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Christmas tree shortage could mean smaller pines

Published: Nov. 26, 2021 at 8:59 PM CST
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QUAD CITIES (KWQC) - This year, you may need to make some compromises when it comes to your Christmas tree.

“There’s just not a lot of large trees out there,” said Kate Terrell, the general manager at Wallace’s Garden Center in Bettendorf. “So if you like to have that huge Clark Griswald, 10 or 12 foot tree, it may not be available.”

For that reason, some families might try an artificial tree this year. If you do, Terrell says to make sure you ask questions before you buy.

“A lot of times you see it set up in a store, it looks easy enough,” she said. “And then you open it when you get home and it looks like an IKEA piece of furniture.”

But, if your family still wants to find that perfect live tree, local farms are always an option for your search.

This year has been drier than average, but intermittent rains mean locally grown trees can last the whole holiday season.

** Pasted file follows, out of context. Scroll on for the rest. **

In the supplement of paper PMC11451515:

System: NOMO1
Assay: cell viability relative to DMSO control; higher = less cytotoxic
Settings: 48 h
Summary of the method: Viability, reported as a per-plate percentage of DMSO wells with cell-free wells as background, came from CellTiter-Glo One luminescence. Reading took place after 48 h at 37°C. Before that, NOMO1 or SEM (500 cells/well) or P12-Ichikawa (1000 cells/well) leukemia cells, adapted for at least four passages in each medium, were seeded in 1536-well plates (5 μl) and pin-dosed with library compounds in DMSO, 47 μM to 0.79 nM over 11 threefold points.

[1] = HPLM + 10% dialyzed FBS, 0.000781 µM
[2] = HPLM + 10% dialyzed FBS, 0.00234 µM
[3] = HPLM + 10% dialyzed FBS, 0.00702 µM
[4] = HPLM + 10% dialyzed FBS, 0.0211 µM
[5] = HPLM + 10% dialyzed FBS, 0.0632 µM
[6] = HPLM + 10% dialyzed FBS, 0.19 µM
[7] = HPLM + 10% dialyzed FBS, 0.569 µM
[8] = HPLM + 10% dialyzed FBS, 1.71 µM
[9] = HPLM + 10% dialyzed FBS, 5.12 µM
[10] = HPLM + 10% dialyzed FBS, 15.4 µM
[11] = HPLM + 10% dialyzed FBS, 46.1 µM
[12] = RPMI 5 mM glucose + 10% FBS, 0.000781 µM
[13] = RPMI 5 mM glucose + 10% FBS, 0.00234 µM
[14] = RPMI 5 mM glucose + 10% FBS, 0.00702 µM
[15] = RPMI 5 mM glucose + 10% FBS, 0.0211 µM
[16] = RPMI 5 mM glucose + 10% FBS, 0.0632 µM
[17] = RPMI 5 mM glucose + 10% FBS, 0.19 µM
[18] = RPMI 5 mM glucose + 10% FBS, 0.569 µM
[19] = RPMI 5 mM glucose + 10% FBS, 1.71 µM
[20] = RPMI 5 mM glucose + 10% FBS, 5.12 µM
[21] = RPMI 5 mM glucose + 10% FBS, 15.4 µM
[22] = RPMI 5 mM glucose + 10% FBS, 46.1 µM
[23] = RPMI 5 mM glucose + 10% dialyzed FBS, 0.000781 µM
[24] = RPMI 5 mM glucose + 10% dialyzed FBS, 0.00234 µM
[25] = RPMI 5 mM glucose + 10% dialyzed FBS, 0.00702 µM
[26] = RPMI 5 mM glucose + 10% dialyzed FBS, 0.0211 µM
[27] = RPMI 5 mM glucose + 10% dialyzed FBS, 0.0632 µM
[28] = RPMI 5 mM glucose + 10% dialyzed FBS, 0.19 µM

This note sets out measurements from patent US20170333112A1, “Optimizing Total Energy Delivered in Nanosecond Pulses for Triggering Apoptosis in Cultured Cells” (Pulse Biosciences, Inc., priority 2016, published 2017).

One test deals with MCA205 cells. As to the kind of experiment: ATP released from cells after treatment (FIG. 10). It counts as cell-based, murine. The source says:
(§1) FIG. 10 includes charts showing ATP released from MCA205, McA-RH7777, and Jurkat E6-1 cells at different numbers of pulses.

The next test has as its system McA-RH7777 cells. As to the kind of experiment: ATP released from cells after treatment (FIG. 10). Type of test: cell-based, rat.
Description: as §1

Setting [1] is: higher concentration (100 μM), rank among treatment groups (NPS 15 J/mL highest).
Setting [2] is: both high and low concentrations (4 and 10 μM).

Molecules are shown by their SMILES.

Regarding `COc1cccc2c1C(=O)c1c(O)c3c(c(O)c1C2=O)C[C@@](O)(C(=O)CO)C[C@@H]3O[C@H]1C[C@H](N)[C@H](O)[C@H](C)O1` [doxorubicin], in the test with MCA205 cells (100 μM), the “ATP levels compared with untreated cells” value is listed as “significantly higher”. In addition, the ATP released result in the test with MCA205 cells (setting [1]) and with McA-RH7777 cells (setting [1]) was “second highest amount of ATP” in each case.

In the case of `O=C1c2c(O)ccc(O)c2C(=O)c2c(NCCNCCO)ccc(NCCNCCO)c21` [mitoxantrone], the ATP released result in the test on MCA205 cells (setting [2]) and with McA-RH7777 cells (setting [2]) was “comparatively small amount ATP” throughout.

“It’s really good for our trees, because they get really moist,” said Rick Wyffels, owner of Wyffels Christmas Tree Farm in Moline. “So when people cut them and take them to their house, it’s really fresh.”

Of course, even for live trees, it’s still a good idea to get ahead of the holiday rush.

“We tell them to get here early because, when most people come here, they come to our field and head for the biggest tree they can find,” said Wyffels. “I guarantee you that for the first two or three hours people drag in tall trees. So then people come back in the following week, they go, you don’t have any tall trees anymore.”

Though, no matter where you get your tree, or how it looks, the real reward is making it yours.

“Once you get your ornaments, and your grandma’s angel on the top, or the star your kids made, they all turn out to be beautiful trees,” said Terrell.

Wyffels Christmas Tree Farm is open from 9 a.m. to 6 p.m. on the weekend, and 4 p.m. to 6 p.m. on weekdays.

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